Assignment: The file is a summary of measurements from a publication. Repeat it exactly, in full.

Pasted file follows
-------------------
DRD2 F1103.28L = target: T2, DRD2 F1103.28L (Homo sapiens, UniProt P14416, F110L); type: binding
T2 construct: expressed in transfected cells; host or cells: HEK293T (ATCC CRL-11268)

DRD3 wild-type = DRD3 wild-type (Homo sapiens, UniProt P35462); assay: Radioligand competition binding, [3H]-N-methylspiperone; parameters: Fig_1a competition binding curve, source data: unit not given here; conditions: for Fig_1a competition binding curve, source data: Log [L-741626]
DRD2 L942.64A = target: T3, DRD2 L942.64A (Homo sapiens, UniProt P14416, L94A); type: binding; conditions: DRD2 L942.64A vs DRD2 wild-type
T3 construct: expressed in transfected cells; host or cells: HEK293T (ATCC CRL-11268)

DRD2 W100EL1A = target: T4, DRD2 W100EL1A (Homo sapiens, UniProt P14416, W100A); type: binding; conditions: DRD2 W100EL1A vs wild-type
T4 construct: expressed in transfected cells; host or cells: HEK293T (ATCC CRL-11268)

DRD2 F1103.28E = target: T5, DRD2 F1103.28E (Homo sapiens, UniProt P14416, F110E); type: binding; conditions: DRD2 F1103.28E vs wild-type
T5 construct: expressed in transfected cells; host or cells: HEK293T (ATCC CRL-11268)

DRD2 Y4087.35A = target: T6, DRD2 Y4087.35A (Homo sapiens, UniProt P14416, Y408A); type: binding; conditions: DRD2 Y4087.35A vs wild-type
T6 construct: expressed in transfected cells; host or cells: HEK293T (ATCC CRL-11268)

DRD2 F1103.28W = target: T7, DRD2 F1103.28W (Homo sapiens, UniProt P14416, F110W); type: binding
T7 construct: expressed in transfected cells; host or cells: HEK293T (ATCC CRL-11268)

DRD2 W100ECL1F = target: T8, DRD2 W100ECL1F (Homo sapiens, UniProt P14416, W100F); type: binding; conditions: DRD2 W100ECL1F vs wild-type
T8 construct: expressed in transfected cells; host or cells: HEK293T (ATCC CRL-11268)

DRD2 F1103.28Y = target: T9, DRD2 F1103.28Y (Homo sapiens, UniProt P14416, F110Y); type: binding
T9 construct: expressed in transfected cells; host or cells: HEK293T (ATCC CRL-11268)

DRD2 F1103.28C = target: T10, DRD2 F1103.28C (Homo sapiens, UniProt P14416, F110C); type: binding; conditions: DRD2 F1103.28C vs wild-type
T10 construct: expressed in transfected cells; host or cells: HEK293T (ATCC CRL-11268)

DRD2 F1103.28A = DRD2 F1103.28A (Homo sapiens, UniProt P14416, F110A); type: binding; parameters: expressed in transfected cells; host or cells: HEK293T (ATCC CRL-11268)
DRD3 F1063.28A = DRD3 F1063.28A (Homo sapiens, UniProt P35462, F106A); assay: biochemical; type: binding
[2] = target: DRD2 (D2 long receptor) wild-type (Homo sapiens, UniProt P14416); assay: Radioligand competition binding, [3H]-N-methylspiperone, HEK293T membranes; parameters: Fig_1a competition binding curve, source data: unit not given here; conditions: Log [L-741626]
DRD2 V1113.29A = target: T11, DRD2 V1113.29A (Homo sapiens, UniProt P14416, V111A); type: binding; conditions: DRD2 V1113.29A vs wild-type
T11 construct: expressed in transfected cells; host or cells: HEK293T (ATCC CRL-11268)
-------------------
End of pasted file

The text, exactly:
DRD2 F1103.28L = target: T2, DRD2 F1103.28L (Homo sapiens, UniProt P14416, F110L); type: binding
T2 construct: expressed in transfected cells; host or cells: HEK293T (ATCC CRL-11268)

DRD3 wild-type = DRD3 wild-type (Homo sapiens, UniProt P35462); assay: Radioligand competition binding, [3H]-N-methylspiperone; parameters: Fig_1a competition binding curve, source data: unit not given here; conditions: for Fig_1a competition binding curve, source data: Log [L-741626]
DRD2 L942.64A = target: T3, DRD2 L942.64A (Homo sapiens, UniProt P14416, L94A); type: binding; conditions: DRD2 L942.64A vs DRD2 wild-type
T3 construct: expressed in transfected cells; host or cells: HEK293T (ATCC CRL-11268)

DRD2 W100EL1A = target: T4, DRD2 W100EL1A (Homo sapiens, UniProt P14416, W100A); type: binding; conditions: DRD2 W100EL1A vs wild-type
T4 construct: expressed in transfected cells; host or cells: HEK293T (ATCC CRL-11268)

DRD2 F1103.28E = target: T5, DRD2 F1103.28E (Homo sapiens, UniProt P14416, F110E); type: binding; conditions: DRD2 F1103.28E vs wild-type
T5 construct: expressed in transfected cells; host or cells: HEK293T (ATCC CRL-11268)

DRD2 Y4087.35A = target: T6, DRD2 Y4087.35A (Homo sapiens, UniProt P14416, Y408A); type: binding; conditions: DRD2 Y4087.35A vs wild-type
T6 construct: expressed in transfected cells; host or cells: HEK293T (ATCC CRL-11268)

DRD2 F1103.28W = target: T7, DRD2 F1103.28W (Homo sapiens, UniProt P14416, F110W); type: binding
T7 construct: expressed in transfected cells; host or cells: HEK293T (ATCC CRL-11268)

DRD2 W100ECL1F = target: T8, DRD2 W100ECL1F (Homo sapiens, UniProt P14416, W100F); type: binding; conditions: DRD2 W100ECL1F vs wild-type
T8 construct: expressed in transfected cells; host or cells: HEK293T (ATCC CRL-11268)

DRD2 F1103.28Y = target: T9, DRD2 F1103.28Y (Homo sapiens, UniProt P14416, F110Y); type: binding
T9 construct: expressed in transfected cells; host or cells: HEK293T (ATCC CRL-11268)

DRD2 F1103.28C = target: T10, DRD2 F1103.28C (Homo sapiens, UniProt P14416, F110C); type: binding; conditions: DRD2 F1103.28C vs wild-type
T10 construct: expressed in transfected cells; host or cells: HEK293T (ATCC CRL-11268)

DRD2 F1103.28A = DRD2 F1103.28A (Homo sapiens, UniProt P14416, F110A); type: binding; parameters: expressed in transfected cells; host or cells: HEK293T (ATCC CRL-11268)
DRD3 F1063.28A = DRD3 F1063.28A (Homo sapiens, UniProt P35462, F106A); assay: biochemical; type: binding
[2] = target: DRD2 (D2 long receptor) wild-type (Homo sapiens, UniProt P14416); assay: Radioligand competition binding, [3H]-N-methylspiperone, HEK293T membranes; parameters: Fig_1a competition binding curve, source data: unit not given here; conditions: Log [L-741626]
DRD2 V1113.29A = target: T11, DRD2 V1113.29A (Homo sapiens, UniProt P14416, V111A); type: binding; conditions: DRD2 V1113.29A vs wild-type
T11 construct: expressed in transfected cells; host or cells: HEK293T (ATCC CRL-11268)